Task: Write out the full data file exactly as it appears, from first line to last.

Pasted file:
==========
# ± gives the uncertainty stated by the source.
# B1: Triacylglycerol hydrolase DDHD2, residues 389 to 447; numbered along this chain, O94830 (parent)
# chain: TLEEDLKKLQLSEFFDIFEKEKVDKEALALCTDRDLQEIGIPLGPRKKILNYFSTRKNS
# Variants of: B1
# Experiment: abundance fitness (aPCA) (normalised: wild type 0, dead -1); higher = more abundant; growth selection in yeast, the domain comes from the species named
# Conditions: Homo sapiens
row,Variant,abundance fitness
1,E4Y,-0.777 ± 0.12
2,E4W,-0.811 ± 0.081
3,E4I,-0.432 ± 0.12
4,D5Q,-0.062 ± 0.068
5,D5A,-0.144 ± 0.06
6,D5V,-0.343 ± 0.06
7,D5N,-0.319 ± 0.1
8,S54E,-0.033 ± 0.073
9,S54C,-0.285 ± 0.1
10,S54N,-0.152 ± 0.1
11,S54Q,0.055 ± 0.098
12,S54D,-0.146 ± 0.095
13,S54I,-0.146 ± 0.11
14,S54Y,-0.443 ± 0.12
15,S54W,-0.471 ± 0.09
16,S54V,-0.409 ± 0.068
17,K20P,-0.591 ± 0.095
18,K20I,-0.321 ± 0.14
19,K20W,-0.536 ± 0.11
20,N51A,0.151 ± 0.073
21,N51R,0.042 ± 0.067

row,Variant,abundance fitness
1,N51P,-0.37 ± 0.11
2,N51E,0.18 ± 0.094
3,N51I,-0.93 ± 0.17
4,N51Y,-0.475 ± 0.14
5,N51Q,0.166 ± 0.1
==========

# ± gives the uncertainty stated by the source.
# B1: Triacylglycerol hydrolase DDHD2, residues 389 to 447; numbered along this chain, O94830 (parent)
# chain: TLEEDLKKLQLSEFFDIFEKEKVDKEALALCTDRDLQEIGIPLGPRKKILNYFSTRKNS
# Variants of: B1
# Experiment: abundance fitness (aPCA) (normalised: wild type 0, dead -1); higher = more abundant; growth selection in yeast, the domain comes from the species named
# Conditions: Homo sapiens
row,Variant,abundance fitness
1,E4Y,-0.777 ± 0.12
2,E4W,-0.811 ± 0.081
3,E4I,-0.432 ± 0.12
4,D5Q,-0.062 ± 0.068
5,D5A,-0.144 ± 0.06
6,D5V,-0.343 ± 0.06
7,D5N,-0.319 ± 0.1
8,S54E,-0.033 ± 0.073
9,S54C,-0.285 ± 0.1
10,S54N,-0.152 ± 0.1
11,S54Q,0.055 ± 0.098
12,S54D,-0.146 ± 0.095
13,S54I,-0.146 ± 0.11
14,S54Y,-0.443 ± 0.12
15,S54W,-0.471 ± 0.09
16,S54V,-0.409 ± 0.068
17,K20P,-0.591 ± 0.095
18,K20I,-0.321 ± 0.14
19,K20W,-0.536 ± 0.11
20,N51A,0.151 ± 0.073
21,N51R,0.042 ± 0.067

row,Variant,abundance fitness
1,N51P,-0.37 ± 0.11
2,N51E,0.18 ± 0.094
3,N51I,-0.93 ± 0.17
4,N51Y,-0.475 ± 0.14
5,N51Q,0.166 ± 0.1